Many pub companies, small and large, are currently looking at ways of making their establishments more environmentally friendly and, as more and more outlets look to “go green”, it’s clear that this hot topic is set to linger for a while longer.
Indeed, a tabloid newspaper has announced this week that beer prices could rise dramatically as climate change affects the production of a key grain needed to brew beer, with environmental changes in New Zealand and Australia possibly causing a decline in the production of malting barley.
I’ve long believed that there are two very distinct components to the whole issue of the environment, however: climate change, which is a naturally occurring phenomenon, and global warming, which appears to be a government taxation policy. You only have to look at tax on motorists to understand what I mean.
I drive a 2000 model Jeep Grand Cherokee with a 4.0 litre petrol engine that is neither economical nor politically correct in today’s environment, yet because of its age it is actually cheaper to tax this vehicle than its modern day contemporaries, many of which are probably far cleaner. I don’t drive this vehicle because I want to be some form of motoring anarchist, however, but because it is hugely practical for cash and carry runs, versatile enough to take the kids and their paraphernalia of outdoor activity equipment pretty much anywhere, and supremely luxurious for taking the wife out on a rare evening off. I love it to bits and it’s virtually bomb-proof, yet I know I should change it for something a little bit greener. The trouble is, anything newer and greener will cost more to tax and, because of the rampage on vehicles of this type, it is now utterly worthless. I can’t afford to get rid of it, and because of that I’m not going to.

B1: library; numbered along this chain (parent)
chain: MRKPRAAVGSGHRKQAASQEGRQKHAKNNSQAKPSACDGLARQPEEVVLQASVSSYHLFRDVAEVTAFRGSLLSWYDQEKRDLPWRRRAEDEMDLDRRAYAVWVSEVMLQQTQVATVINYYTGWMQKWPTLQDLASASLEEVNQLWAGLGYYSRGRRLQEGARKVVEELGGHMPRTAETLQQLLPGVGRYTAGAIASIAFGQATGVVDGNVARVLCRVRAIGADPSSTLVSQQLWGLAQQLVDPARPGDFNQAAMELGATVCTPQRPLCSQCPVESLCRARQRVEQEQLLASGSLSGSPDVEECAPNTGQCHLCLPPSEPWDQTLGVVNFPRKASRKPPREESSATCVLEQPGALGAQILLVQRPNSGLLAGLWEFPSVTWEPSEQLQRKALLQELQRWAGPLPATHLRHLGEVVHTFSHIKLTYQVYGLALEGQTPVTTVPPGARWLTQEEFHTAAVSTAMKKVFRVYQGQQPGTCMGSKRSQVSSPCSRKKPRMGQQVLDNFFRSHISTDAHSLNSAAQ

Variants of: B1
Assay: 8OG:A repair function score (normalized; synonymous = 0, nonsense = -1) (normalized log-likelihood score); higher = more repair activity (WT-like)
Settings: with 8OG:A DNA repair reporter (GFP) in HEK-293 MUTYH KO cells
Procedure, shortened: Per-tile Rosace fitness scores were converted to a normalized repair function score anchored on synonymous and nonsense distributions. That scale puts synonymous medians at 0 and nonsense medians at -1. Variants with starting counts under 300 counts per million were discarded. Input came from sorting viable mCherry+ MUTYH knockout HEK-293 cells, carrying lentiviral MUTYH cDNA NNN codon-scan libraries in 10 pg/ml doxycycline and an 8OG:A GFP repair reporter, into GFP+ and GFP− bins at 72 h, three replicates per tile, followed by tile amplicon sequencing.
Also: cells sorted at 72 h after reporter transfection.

This doesn’t mean I won’t do my bit to help the environment, however. We used to use the car to take the kids to school every day and do two, if not three, runs to the cash and carry each week as business dictated. I would even shove the tubs of empty glass bottles in to the boot and drive the short distance to the bottle bank to dispose of them, but I no longer do many of these things. Today, the kids catch the bus to and from school every day, and instead of using big plastic tubs I bought a wheelie-bin from a local DIY store and now trudge up the road to the bottle bank with it when it’s full. With the MP3 player blaring in my ears, it’s actually quite a cathartic trip.
My wife and I shopped around for the best deal with suppliers who deliver and even discovered that our nearest cash and carry offered a delivery service for orders over a certain value. Hooked on the need to make our little village pub as environmentally friendly as possible we even found a company who come along each week and take away our disused vegetable oil to turn it in to penguin-friendly bio-diesel.
Suddenly, we seem to be saving a small fortune in petrol and we aren’t wasting precious hours of family time racing back-and-forth between one supplier or another.
I have, however, just worked out that in place of using the Jeep most days, we now get six monstrously large, noxious delivery lorries arriving on our doorstep each week.
You have to love the irony of climate change.